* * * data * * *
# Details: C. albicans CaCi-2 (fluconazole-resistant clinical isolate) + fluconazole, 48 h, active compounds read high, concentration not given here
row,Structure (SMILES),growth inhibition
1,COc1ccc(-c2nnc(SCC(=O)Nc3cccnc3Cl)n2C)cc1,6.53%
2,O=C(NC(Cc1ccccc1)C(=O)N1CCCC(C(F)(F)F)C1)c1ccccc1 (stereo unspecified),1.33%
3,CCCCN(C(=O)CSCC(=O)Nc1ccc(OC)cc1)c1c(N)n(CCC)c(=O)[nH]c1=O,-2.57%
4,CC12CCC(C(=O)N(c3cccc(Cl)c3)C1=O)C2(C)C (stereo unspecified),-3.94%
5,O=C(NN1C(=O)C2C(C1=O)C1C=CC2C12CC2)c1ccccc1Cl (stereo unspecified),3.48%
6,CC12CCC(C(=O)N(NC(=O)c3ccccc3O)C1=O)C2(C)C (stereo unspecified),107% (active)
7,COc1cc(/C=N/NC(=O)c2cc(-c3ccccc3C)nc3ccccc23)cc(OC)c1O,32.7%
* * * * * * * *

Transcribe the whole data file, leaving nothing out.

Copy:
# Details: C. albicans CaCi-2 (fluconazole-resistant clinical isolate) + fluconazole, 48 h, active compounds read high, concentration not given here
row,Structure (SMILES),growth inhibition
1,COc1ccc(-c2nnc(SCC(=O)Nc3cccnc3Cl)n2C)cc1,6.53%
2,O=C(NC(Cc1ccccc1)C(=O)N1CCCC(C(F)(F)F)C1)c1ccccc1 (stereo unspecified),1.33%
3,CCCCN(C(=O)CSCC(=O)Nc1ccc(OC)cc1)c1c(N)n(CCC)c(=O)[nH]c1=O,-2.57%
4,CC12CCC(C(=O)N(c3cccc(Cl)c3)C1=O)C2(C)C (stereo unspecified),-3.94%
5,O=C(NN1C(=O)C2C(C1=O)C1C=CC2C12CC2)c1ccccc1Cl (stereo unspecified),3.48%
6,CC12CCC(C(=O)N(NC(=O)c3ccccc3O)C1=O)C2(C)C (stereo unspecified),107% (active)
7,COc1cc(/C=N/NC(=O)c2cc(-c3ccccc3C)nc3ccccc23)cc(OC)c1O,32.7%